Moreover, this subsidy is not available to middle income families, which then hobbles their earning potential, because one parent has to cut back to part time to pick up in the early afternoon.

    No wonder the state is on the verge of financial collapse. No wonder it is the middle class, not traditional very low income families, that are protesting.

  6. Just a quick note regarding afterschool care. It is provided by the CDC which is onsite at Tenderloin Community but not part of the school. The money does not go to the school from what I gather.
    The cost quoted when I called is exactly the same as at other CDCs I talked to, including the CDC at Bessie Carmichael and at Daniel Webster. After School or extended care at Mission Dolores is an additional $125 per month on top of tuition, and at St. Charles is a per hour cost which is around $5 per hour.

  7. MJ:

    Our private school provides 2.5 hours of quality supervised aftercare per day. It costs less then $2.00 per hour.

    In addition to basic afterschool care, our family pays an additional $2.00 per hour, or $2,000 per year, which covers afterschool participation and coaching on a Viking soccer team, violin lessons, and an art class.

    So for about $3,000 per year, our family gets 2.5 hours of aftercare + coached soccer + violin + art.

    I'm not sure what kind of programming they are offering at Tenderloin Community School and all the other CDC afterschool programs, but $4000+ per year sounds like a rip off, by any metric.

  8. There are several aftercare options at Tenderloin -- some free, some for fee. I don't know the details, but just wanted to point out that you may have other choices there aside from CDC.

  9. MJ,
    Thanks for touring this school and giving notes. The other information that people are giving about after-school costs and programs are beneficial but obviously, you need to look at the "total" package (location, start-time, costs, community, etc.) when deciding upon a school. You seem very clear headed and reasonable so I'm sure that will guide you throughout the process. Also it might be helpful if people named their schools (aka 9:25 & 10:39) so their information is more complete. After school care at $2 per hour at a $21K per year school is a different story than $4K per year at a public school.

  10. 2:57 PM:

    Basic afterschool care at many private schools and many parochial schools is offered for about $2 per hour.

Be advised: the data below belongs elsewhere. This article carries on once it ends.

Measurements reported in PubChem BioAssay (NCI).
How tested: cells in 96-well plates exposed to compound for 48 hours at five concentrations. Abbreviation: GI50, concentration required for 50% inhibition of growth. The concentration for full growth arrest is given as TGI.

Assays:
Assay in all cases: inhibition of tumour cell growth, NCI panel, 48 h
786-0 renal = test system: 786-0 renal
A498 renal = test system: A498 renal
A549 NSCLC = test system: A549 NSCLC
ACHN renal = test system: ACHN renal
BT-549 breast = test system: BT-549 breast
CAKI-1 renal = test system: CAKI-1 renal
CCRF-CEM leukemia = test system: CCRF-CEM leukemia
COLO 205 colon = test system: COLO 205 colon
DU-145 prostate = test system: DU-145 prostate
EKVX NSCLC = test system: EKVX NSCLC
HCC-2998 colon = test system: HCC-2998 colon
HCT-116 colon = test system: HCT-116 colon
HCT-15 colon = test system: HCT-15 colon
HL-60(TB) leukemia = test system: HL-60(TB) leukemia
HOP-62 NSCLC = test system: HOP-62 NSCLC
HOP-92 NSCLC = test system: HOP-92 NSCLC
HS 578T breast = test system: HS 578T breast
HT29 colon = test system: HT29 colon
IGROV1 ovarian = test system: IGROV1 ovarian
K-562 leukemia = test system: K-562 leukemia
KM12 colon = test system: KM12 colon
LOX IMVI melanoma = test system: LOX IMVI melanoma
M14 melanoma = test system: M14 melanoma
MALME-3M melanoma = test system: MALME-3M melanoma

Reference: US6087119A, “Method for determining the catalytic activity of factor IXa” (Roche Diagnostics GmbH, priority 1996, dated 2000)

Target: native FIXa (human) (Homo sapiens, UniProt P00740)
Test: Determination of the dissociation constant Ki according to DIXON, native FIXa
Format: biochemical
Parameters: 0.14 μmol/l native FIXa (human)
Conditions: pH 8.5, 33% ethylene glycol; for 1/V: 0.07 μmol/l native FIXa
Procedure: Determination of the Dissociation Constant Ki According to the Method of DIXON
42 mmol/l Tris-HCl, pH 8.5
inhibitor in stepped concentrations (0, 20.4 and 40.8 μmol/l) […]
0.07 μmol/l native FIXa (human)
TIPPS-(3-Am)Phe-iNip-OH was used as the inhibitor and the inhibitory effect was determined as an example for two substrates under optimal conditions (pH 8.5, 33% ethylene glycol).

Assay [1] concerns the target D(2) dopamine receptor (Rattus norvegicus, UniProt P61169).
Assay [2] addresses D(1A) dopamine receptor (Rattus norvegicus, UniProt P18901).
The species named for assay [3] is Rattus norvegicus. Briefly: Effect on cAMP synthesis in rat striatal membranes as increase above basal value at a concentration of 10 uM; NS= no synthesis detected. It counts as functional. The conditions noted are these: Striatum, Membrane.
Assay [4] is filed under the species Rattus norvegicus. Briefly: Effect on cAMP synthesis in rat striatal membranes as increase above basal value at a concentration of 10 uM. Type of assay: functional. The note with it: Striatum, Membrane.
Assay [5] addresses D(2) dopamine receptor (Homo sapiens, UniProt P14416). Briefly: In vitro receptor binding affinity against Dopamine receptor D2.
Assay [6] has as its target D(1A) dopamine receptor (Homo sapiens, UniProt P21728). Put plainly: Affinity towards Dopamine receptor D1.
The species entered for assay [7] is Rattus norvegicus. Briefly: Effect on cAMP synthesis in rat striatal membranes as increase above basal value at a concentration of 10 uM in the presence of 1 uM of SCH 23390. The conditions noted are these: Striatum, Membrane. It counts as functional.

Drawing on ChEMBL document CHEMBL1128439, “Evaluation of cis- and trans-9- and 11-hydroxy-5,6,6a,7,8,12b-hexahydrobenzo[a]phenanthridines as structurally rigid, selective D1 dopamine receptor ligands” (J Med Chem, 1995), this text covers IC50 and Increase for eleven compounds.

It's afterschool care . . . the kids are playing . . . you only need about 1 adult for 20 kids.

    Even if each family was only paying $2 per hour, for two hours, with twenty kids, that's $80. Pretty good for just hanging out, watching kids in the playground.

    If the kids went to a school close to home, a parent group could probably run an afterschool program for next to nothing. Ah, but we don't want that!!

    So why does the CDC charge $5 per hour (raking in $200 for two hours of watching twenty kids play)?

    Sounds like a boondoggle to me, "total picture" or not, unfortunately at taxpayer expense.

  11. There are 176 instructional days in a school year. I checked, and Tenderloin lets out at 2:40, which means that if the after-school program runs until 6, that's 3 1/3 hours per day of coverage. So about 587 hours of coverage per year. Assuming you pay $460 per month for 10 months (which I doubt is the case -- I'll bet August is prorated), that means you're paying $4,600 for 587 hours of coverage, and that's about $7.84 per hour. That covers not only salaries of the after-care teachers and a site coordinator, but supplies, snacks (most after-school programs provide healthy snacks), insurance, and time that after-care teachers would need to be on site preparing for students and cleaning up afterward, as well as performing administrative tasks associated with running the program. That doesn't strike me as a waste of money, especially if we are talking about paying the people who care for our children a living wage. I have experience sending my kids to two different after-school programs at public schools, and the people who work there are not just providing glorified babysitting (i.e., watching kids on the playground for 2+ hours). They help with homework, and they run enrichment programs. They also are required to know CPR, have had full background checks, and have some training in child development.